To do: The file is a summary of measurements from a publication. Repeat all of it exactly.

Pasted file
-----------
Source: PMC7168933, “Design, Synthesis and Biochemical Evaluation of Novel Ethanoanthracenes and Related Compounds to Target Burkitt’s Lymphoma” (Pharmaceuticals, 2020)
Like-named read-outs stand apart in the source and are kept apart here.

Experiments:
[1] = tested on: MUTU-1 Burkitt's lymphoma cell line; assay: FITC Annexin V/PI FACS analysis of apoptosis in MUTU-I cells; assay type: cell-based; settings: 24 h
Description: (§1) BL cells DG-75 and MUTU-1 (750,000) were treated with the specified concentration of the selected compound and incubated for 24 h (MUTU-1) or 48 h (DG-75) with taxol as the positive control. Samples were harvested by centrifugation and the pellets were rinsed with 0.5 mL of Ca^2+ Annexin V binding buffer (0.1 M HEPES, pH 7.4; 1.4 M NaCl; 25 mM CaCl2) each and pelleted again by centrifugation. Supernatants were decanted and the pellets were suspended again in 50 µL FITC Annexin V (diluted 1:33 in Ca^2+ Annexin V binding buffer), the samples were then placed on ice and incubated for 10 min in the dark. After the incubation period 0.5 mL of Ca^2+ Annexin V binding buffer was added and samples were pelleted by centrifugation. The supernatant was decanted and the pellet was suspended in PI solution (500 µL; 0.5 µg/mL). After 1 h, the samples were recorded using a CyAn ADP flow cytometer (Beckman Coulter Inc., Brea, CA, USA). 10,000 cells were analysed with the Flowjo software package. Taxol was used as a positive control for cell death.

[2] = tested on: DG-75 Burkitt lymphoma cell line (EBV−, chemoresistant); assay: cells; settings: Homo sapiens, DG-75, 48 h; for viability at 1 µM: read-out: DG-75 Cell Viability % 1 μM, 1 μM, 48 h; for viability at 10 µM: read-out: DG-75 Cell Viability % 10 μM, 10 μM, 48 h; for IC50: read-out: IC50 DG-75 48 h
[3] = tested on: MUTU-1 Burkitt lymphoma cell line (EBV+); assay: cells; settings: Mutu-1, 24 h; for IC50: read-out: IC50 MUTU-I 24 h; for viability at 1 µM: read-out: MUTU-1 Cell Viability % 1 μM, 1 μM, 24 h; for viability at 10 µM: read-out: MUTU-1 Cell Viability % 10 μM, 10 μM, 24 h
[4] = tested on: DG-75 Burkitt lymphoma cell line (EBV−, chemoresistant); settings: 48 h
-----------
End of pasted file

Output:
Source: PMC7168933, “Design, Synthesis and Biochemical Evaluation of Novel Ethanoanthracenes and Related Compounds to Target Burkitt’s Lymphoma” (Pharmaceuticals, 2020)
Like-named read-outs stand apart in the source and are kept apart here.

Experiments:
[1] = tested on: MUTU-1 Burkitt's lymphoma cell line; assay: FITC Annexin V/PI FACS analysis of apoptosis in MUTU-I cells; assay type: cell-based; settings: 24 h
Description: (§1) BL cells DG-75 and MUTU-1 (750,000) were treated with the specified concentration of the selected compound and incubated for 24 h (MUTU-1) or 48 h (DG-75) with taxol as the positive control. Samples were harvested by centrifugation and the pellets were rinsed with 0.5 mL of Ca^2+ Annexin V binding buffer (0.1 M HEPES, pH 7.4; 1.4 M NaCl; 25 mM CaCl2) each and pelleted again by centrifugation. Supernatants were decanted and the pellets were suspended again in 50 µL FITC Annexin V (diluted 1:33 in Ca^2+ Annexin V binding buffer), the samples were then placed on ice and incubated for 10 min in the dark. After the incubation period 0.5 mL of Ca^2+ Annexin V binding buffer was added and samples were pelleted by centrifugation. The supernatant was decanted and the pellet was suspended in PI solution (500 µL; 0.5 µg/mL). After 1 h, the samples were recorded using a CyAn ADP flow cytometer (Beckman Coulter Inc., Brea, CA, USA). 10,000 cells were analysed with the Flowjo software package. Taxol was used as a positive control for cell death.

[2] = tested on: DG-75 Burkitt lymphoma cell line (EBV−, chemoresistant); assay: cells; settings: Homo sapiens, DG-75, 48 h; for viability at 1 µM: read-out: DG-75 Cell Viability % 1 μM, 1 μM, 48 h; for viability at 10 µM: read-out: DG-75 Cell Viability % 10 μM, 10 μM, 48 h; for IC50: read-out: IC50 DG-75 48 h
[3] = tested on: MUTU-1 Burkitt lymphoma cell line (EBV+); assay: cells; settings: Mutu-1, 24 h; for IC50: read-out: IC50 MUTU-I 24 h; for viability at 1 µM: read-out: MUTU-1 Cell Viability % 1 μM, 1 μM, 24 h; for viability at 10 µM: read-out: MUTU-1 Cell Viability % 10 μM, 10 μM, 24 h
[4] = tested on: DG-75 Burkitt lymphoma cell line (EBV−, chemoresistant); settings: 48 h